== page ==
How much does cost the airlines to park plane?

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The coronavirus pandemic has had a huge impact on the airline industry, with some companies forced to shut down 100% of their fleet during the worst of the confinement due to travel restrictions and very low demand. Today, there are still more than 8,100 aircraft stopped around the world, 31% of the total fleet, according to Cirium data.

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This has hit their accounts directly, but not only because of all the money they have stopped paying in for months, but also because of the high costs of not flying. This is an expense that has multiplied over the last few months, and which has been added to other fixed costs such as personnel costs or aircraft leasing.

In total, the Airline Association (ALA) estimates that airlines in Spain paid 7 million euros per month during the state of alarm, a situation that could be repeated if, as is happening, home confinement returns and air traffic is again paralyzed.

See also: Why does Colombia eliminate PCR testing requirements to enter the country?

But how much exactly does it cost to have a plane parked?

The truth is that it all depends on the airport and the aircraft, but based on the AENA fees some references can be extracted about what Spanish airports charge to airlines.

The fee is around 987 euros per aircraft if it is parked for several days, 1,810 euros if it only stops for 24 hours, less if it is a smaller time slot. This is what is stated in the AENA tariff guide in its November 2020 edition, to which this Business Insider Spain has had access.

This figure refers to the prices in Madrid Barajas, Barcelona El Prat and the rest of the main Spanish airports, including some not so big, such as Ibiza, Menorca or Alicante.

Prices have not changed since the coronavirus pandemic began, confirmed by the public company, although it has allowed the postponement of payment of this tax for 6 months, so that airlines are now having to pay what they owe for the first months of the pandemic.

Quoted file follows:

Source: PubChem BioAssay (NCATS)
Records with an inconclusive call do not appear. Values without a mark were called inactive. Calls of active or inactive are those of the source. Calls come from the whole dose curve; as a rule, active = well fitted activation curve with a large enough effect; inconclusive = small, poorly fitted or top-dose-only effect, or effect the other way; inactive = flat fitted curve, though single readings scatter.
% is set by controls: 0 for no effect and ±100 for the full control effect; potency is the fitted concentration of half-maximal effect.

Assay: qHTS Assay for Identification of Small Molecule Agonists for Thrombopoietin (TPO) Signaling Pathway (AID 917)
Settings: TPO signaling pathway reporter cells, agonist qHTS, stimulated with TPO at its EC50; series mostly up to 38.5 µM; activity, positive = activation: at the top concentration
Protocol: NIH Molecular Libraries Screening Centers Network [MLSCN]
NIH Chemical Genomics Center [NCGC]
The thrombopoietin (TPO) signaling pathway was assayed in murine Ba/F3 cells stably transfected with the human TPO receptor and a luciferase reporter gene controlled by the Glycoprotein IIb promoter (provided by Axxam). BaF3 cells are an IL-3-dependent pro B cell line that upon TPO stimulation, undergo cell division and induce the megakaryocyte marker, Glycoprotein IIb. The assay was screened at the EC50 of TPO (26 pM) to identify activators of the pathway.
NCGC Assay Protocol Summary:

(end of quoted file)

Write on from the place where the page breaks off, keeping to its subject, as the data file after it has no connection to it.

The guide also establishes prices for periods of 15 minutes: in that case, for example, in Madrid you pay 14 cents for each ton of maximum weight at the plane’s take-off, while in Bilbao, Fuerteventura and Seville the fee is cheaper: you pay 7 cents for the 15 minutes.

These are quantities that do not seem too large… until they are compared with the total number of planes that the airlines have, and that in many cases have been totally stopped during the confinement.

For example, Iberia has 145 aircraft. If I stopped them all, I would have to pay more than 4 million euros a month, 143,115 euros a day. In the case of Air Europa, with 43 aircraft, the cost would amount to 1.2 million euros per month, figures not at all ridiculous in the impaired income statements of these companies.

The IAG Group, which includes Iberia, British Airways, Vueling and Aer Lingus, has lost more than 5,500 million so far this year, while Air France-KLM has been left with 6,078 million in the same period, and the German group Lufthansa has recorded red figures of 5,500 million.

For all these reasons, the ALA association has been calling since April for the temporary suspension of these long-stay parking fees for planes stopped due to cancellations linked to the COVID-19, also demanding that the government use the dividends it has received from AENA for this purpose, and recalling that the air sector provides 13% of employment in Spain.

In this context, there are some airports that are increasing their income thanks to parked aircraft. This is the case of Teruel airport, which expects to earn 25% more this year partly from aircraft parking.

Also, Chateauroux airport, near Paris, is now more focused on aircraft storage than on travel, even having to turn away airlines that wanted to park there. It is also providing an opportunity for airports such as Ciudad Real, which had little activity before the pandemic and is now full of stopped aircraft.

“When the pandemic hit, right after the hunting season in February, we received dozens of requests to park planes,” Francisco Luna, the CEO of CR International, the owner of the airport, tells Bloomberg.

This is not the case for the manager of most Spanish airports, Aena, which has lost 107 million so far this year, although in its accounts it does not specify whether it is earning more than other exercises thanks to parking fees.

By Alba Asenjo